(HB - I think this was successful - not sure I got this right - sorry Hendrik??!)
AS - Do something visual,
Get people to help out, don’t be afraid to ask for stuff, but make sure you’re generous yourself first,
HB - nice to hear - you might not get back what you give right away but give it anyway and try and create
the environment you want.
Test No 1. If people won’t put out your flyers will you put out theirs? I hope so!!! It will only hurt you if you
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2: What to teach them when they come &
3: How to keep them coming and having fun
We’re talking here about something like a 6-week course rather than a one-off taster session;
Ron (Sacramento) – We’ve found the best success always offering an East Coast Swing lesson every single Friday included in the price of admission. This gets new dancers out on the floor for the first time their first night. We have recently started offering Lindy Hop as a series class only since it’s more complicated and really requires more commitment to learn. We charge significantly more money for the Lindy Hop series class and have had great response to this new format. We offer free notebook videos at Midtownstomp.com for students to review what they learned in the series classes and have had very positive feedback.
? from Germany - They want to learn something that looks like Lindy (HB - this may be a comment related to
the common practice of starting by teaching 6-count when people have watched and been inspired by
Lotte from Germany - 6-count is good if people completely new to dancing, but need to make it fun.
Tom from London - Commented on the English reserve! getting guys dancing not easy, agreement from some
Gina from Atlanta - Get them going straight away, shim sham can be good as not partnered, then 6-beat/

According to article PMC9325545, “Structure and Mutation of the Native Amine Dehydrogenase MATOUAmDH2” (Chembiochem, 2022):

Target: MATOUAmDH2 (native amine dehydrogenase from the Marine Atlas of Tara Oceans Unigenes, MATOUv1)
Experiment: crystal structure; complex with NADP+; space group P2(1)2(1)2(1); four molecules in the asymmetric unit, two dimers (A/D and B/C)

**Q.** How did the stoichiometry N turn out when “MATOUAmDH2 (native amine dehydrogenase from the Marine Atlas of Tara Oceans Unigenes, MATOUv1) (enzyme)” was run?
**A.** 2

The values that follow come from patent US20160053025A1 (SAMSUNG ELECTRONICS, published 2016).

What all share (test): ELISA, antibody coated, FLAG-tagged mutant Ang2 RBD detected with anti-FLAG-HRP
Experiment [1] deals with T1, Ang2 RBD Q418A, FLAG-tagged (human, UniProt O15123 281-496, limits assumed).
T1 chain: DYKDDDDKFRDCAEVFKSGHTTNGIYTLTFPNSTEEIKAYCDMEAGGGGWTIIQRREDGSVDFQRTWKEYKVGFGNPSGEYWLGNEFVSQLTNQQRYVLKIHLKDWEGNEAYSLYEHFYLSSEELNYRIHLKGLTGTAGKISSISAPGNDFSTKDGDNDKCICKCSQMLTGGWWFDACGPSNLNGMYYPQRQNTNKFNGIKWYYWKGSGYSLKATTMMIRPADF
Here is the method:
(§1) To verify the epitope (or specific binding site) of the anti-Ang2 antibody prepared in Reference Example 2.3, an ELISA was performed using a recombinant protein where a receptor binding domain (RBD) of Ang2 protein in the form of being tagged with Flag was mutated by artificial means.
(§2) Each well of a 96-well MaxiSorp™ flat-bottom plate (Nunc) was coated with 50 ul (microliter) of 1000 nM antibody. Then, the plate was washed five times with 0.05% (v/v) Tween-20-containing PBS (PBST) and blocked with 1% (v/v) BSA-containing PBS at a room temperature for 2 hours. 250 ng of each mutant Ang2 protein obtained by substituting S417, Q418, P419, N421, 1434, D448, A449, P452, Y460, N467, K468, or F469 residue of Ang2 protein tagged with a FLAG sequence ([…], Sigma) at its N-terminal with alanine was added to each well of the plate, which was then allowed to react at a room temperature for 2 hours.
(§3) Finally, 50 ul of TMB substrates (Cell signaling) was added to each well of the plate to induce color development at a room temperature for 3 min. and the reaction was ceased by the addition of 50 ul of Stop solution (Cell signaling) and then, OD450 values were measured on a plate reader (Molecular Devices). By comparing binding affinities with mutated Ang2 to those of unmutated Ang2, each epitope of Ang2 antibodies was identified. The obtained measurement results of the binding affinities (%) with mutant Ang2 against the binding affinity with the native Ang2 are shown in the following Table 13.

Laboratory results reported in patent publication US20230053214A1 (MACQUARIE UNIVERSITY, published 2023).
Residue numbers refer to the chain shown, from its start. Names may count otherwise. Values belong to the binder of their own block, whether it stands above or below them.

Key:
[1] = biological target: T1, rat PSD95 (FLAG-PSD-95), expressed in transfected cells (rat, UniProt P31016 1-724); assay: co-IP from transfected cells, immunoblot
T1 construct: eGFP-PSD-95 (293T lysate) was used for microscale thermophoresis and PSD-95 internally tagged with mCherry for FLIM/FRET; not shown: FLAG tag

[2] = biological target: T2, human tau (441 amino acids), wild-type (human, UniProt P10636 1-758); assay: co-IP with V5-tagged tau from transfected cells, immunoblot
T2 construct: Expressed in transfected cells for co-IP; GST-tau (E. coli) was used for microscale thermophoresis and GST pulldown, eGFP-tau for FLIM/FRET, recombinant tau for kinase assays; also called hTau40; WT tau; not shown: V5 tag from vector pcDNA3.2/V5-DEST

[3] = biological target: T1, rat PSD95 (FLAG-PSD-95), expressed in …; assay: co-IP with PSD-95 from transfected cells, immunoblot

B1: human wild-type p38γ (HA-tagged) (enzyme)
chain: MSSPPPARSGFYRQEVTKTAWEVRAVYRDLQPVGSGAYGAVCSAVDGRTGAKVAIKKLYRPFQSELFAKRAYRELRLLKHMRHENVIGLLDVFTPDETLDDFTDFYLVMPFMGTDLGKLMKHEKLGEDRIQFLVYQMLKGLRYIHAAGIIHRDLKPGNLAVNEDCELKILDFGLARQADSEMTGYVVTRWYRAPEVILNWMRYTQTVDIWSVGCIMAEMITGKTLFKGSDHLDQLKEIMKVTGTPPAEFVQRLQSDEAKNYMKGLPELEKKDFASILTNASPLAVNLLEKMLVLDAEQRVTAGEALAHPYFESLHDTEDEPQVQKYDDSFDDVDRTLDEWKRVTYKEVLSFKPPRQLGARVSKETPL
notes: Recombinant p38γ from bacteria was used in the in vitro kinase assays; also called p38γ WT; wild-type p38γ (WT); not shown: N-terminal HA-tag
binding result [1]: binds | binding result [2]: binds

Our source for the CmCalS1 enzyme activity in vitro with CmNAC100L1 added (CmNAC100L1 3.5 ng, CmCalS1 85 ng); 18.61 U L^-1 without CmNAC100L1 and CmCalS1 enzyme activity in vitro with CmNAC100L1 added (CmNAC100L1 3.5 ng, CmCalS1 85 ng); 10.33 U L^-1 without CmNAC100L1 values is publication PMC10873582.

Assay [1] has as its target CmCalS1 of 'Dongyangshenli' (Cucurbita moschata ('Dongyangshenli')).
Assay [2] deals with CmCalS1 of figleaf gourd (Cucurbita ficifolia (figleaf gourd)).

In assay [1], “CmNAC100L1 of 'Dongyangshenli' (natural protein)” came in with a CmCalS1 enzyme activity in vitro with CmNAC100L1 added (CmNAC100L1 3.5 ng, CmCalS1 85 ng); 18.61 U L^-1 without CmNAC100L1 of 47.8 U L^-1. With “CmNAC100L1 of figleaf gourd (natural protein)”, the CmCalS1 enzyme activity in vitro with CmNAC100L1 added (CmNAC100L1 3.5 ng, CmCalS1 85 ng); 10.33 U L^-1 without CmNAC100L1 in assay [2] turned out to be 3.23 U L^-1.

east coast steps to get them dancing then show them some things they’ll be able to do if they keep coming.
-Be careful about teaching a line dance to beginners, my introduction to Swing dancing was a line dance and
I thought "this is swing dancing... this sucks!" I wanted to learn a partner dance.
girl from Germany - Use interesting teachers, with street cred.
guy from Amsterdam - Good to explain a bit about Big Band music
and where they can learn more - show
them the resources. - but don't go overboard.
Find ways to convince guys that it’s cool to dance. (HB - I’d like to hear more about this, also young
people...). I often tell guys that Lindy Hop is the closest to a sport as dancing gets. It is very active and it is
also a way that you can easily meet people in a fun environment, plus girls love guys who can dance and it
is REALLY easy to learn!!!!
AS - Keep it simple, fun, and give them some technique (but don't overload them).
Some beginner classes get stuck doing the same thing each week, AS suggests;
rotate 6 count, 8 count, charleston, balboa, and other basic steps.
or - do the same thing for a few weeks but focus on a different aspect each week,
eg. week 1 connection of
lead’s left arm/ follow’s right, week 2 other arm!, week 3 work on the follow’s momentum, etc...
Keep things new, new teachers, new dancers visiting, steal jam, big apple... I think this is EXTREMELY
Larry from US- Build relationships & friendships,
build a Yahoo group. - first and foremost, you must care
about your students!
AS - If an event bombs, make sure the people that do come have a good time, play games.... they’ll still
enjoy it, talk good about it, come again and bring more. - Talk to your people like they are your friends, ask
them how to improve things, ask for their help
Line dances can be a good thing to get the group together but make sure you encourage folk to join in and
make it clear it’s ok to get it wrong, otherwise it can be divisive instead, those that know it/ those that
Steal dances - good to encourage involvement.
AS - Have Taxi dancers at your event (Taina and Simon do this in London) .
HB - Ceroc (modern jive) have used taxi dancers for many years, and it works very well. A couple of guys and
a couple of girls have ‘TAXI’ on their t-shirts, the beginners know that they can ask them to dance. The taxi
dancers also look out to see if there are any newcomers not getting dances or having bad dances, and if
they notice this happen, they immediately ask them to dance and try to give them a good dance to ensure
they are having a good time.
Christiana from Berlin - Good to make contact with musicians to open opportunities,
they are usually ‘neutral’
and cross many dance and other organisations.
Closing comments around the subject of Dance politics; don’t do it.